The bill would remove taxes from gold and silver and repeal federal legal tender laws to free up the metals for circulation, a move which, Paul said, would allow “the American people … to have a choice of currencies to protect themselves and their families from the poor decisions of government.”

?

hugolp
Hero Member
*****
Offline Offline

Activity: 742



View Profile
September 14, 2011, 01:21:42 AM
 #3

The law also removes legal tender laws so it would be great for Bitcoin.

Ron Paul schedules House hearing to push gold standard



http://blog.chron.com/txpotomac/2011/09/ron-paul-schedules-house-hearing-to-push-gold-standard/

Quote
Texas congressman and GOP presidential nomination hopeful Ron Paul is:

(a) chairman of the House Financial Services Subcommittee on Domestic Monetary Policy and Technology, and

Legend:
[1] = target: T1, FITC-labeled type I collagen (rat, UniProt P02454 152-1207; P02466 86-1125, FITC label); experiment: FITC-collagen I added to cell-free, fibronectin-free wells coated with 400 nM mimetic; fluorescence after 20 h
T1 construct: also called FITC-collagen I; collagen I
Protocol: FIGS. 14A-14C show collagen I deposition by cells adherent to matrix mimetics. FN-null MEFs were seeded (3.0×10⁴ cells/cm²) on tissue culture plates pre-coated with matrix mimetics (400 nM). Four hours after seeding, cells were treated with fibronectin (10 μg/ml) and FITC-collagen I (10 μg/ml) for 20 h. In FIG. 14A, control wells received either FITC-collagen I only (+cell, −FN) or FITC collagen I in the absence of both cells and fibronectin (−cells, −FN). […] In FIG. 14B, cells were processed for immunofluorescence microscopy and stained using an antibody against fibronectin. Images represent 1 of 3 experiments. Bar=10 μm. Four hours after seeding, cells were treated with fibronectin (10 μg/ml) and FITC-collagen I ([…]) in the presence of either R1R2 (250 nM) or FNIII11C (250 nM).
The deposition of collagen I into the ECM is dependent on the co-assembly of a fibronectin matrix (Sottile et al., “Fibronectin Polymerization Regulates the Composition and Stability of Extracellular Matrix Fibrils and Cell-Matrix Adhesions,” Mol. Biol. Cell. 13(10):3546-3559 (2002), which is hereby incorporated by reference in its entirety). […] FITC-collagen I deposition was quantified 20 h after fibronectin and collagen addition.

(b) an outspoken proponent of the gold standard.

Put those two interests together, and you have a subcommittee hearing scheduled for Tuesday on H.R. 1098, the Free Competition in Currency Act of 2011, a bill that would allow for gold and silver to be used as currency.

In a statement, Paul said that America’s current “pure fiat currency system” is part of what’s caused the current economic crisis—which explains the need for a bill like H.R. 1098.

The bill would remove taxes from gold and silver and repeal federal legal tender laws to free up the metals for circulation, a move which, Paul said, would allow “the American people … to have a choice of currencies to protect themselves and their families from the poor decisions of government.”

?
jjiimm_64
Legendary
*
Offline Offline

Activity: 1680


View Profile
September 14, 2011, 02:11:43 AM
 #4


hhmmmmmm.   but didn't the gold standard help drive us into a depression because the gov couldn't print money to help the deflation that caused the depression?

so now I am torn.  I want the law so as to help bitcoin...  but dont want the law because any economist will tell you that the gold standard hurts economies.

1jimbitm6hAKTjKX4qurCNQubbnk2YsFw
ctoon6
Sr. Member
****
Offline Offline

Activity: 350



View Profile
September 14, 2011, 02:17:49 AM
 #5